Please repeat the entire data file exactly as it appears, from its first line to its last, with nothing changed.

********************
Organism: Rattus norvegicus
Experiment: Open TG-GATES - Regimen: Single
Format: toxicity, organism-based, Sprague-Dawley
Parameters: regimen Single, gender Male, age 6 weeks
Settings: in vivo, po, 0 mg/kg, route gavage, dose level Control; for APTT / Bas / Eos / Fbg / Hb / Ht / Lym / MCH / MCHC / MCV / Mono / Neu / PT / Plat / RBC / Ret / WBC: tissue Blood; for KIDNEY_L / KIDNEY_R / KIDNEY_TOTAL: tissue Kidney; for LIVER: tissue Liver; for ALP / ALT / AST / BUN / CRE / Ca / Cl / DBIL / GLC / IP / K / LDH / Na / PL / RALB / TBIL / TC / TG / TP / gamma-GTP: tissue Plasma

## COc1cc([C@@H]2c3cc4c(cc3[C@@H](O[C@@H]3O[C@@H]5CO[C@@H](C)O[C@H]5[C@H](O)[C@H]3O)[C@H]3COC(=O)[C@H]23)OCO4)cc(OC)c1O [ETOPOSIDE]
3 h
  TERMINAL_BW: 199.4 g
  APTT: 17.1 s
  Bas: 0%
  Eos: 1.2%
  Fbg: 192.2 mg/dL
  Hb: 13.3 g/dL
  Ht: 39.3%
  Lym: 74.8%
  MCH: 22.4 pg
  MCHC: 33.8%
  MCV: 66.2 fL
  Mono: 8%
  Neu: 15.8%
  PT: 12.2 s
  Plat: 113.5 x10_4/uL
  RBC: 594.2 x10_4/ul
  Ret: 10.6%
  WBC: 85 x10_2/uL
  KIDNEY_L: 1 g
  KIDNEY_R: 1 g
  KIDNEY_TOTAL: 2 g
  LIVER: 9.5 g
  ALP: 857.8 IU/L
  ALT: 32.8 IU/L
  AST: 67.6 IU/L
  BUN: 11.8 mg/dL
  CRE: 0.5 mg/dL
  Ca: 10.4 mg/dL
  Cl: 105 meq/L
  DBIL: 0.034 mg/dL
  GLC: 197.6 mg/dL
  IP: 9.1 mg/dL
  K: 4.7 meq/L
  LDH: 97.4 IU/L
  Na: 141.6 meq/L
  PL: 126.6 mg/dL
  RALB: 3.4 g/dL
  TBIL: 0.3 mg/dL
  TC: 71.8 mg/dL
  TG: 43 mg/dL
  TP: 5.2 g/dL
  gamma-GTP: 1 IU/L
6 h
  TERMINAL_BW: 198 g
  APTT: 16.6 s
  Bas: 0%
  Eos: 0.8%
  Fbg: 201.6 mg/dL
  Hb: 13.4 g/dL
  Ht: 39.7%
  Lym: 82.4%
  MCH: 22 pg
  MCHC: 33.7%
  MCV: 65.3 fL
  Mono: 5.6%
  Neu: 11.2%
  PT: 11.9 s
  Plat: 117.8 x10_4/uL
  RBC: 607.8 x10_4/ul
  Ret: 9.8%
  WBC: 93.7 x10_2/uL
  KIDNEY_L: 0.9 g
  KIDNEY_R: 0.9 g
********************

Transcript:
Organism: Rattus norvegicus
Experiment: Open TG-GATES - Regimen: Single
Format: toxicity, organism-based, Sprague-Dawley
Parameters: regimen Single, gender Male, age 6 weeks
Settings: in vivo, po, 0 mg/kg, route gavage, dose level Control; for APTT / Bas / Eos / Fbg / Hb / Ht / Lym / MCH / MCHC / MCV / Mono / Neu / PT / Plat / RBC / Ret / WBC: tissue Blood; for KIDNEY_L / KIDNEY_R / KIDNEY_TOTAL: tissue Kidney; for LIVER: tissue Liver; for ALP / ALT / AST / BUN / CRE / Ca / Cl / DBIL / GLC / IP / K / LDH / Na / PL / RALB / TBIL / TC / TG / TP / gamma-GTP: tissue Plasma

## COc1cc([C@@H]2c3cc4c(cc3[C@@H](O[C@@H]3O[C@@H]5CO[C@@H](C)O[C@H]5[C@H](O)[C@H]3O)[C@H]3COC(=O)[C@H]23)OCO4)cc(OC)c1O [ETOPOSIDE]
3 h
  TERMINAL_BW: 199.4 g
  APTT: 17.1 s
  Bas: 0%
  Eos: 1.2%
  Fbg: 192.2 mg/dL
  Hb: 13.3 g/dL
  Ht: 39.3%
  Lym: 74.8%
  MCH: 22.4 pg
  MCHC: 33.8%
  MCV: 66.2 fL
  Mono: 8%
  Neu: 15.8%
  PT: 12.2 s
  Plat: 113.5 x10_4/uL
  RBC: 594.2 x10_4/ul
  Ret: 10.6%
  WBC: 85 x10_2/uL
  KIDNEY_L: 1 g
  KIDNEY_R: 1 g
  KIDNEY_TOTAL: 2 g
  LIVER: 9.5 g
  ALP: 857.8 IU/L
  ALT: 32.8 IU/L
  AST: 67.6 IU/L
  BUN: 11.8 mg/dL
  CRE: 0.5 mg/dL
  Ca: 10.4 mg/dL
  Cl: 105 meq/L
  DBIL: 0.034 mg/dL
  GLC: 197.6 mg/dL
  IP: 9.1 mg/dL
  K: 4.7 meq/L
  LDH: 97.4 IU/L
  Na: 141.6 meq/L
  PL: 126.6 mg/dL
  RALB: 3.4 g/dL
  TBIL: 0.3 mg/dL
  TC: 71.8 mg/dL
  TG: 43 mg/dL
  TP: 5.2 g/dL
  gamma-GTP: 1 IU/L
6 h
  TERMINAL_BW: 198 g
  APTT: 16.6 s
  Bas: 0%
  Eos: 0.8%
  Fbg: 201.6 mg/dL
  Hb: 13.4 g/dL
  Ht: 39.7%
  Lym: 82.4%
  MCH: 22 pg
  MCHC: 33.7%
  MCV: 65.3 fL
  Mono: 5.6%
  Neu: 11.2%
  PT: 11.9 s
  Plat: 117.8 x10_4/uL
  RBC: 607.8 x10_4/ul
  Ret: 9.8%
  WBC: 93.7 x10_2/uL
  KIDNEY_L: 0.9 g
  KIDNEY_R: 0.9 g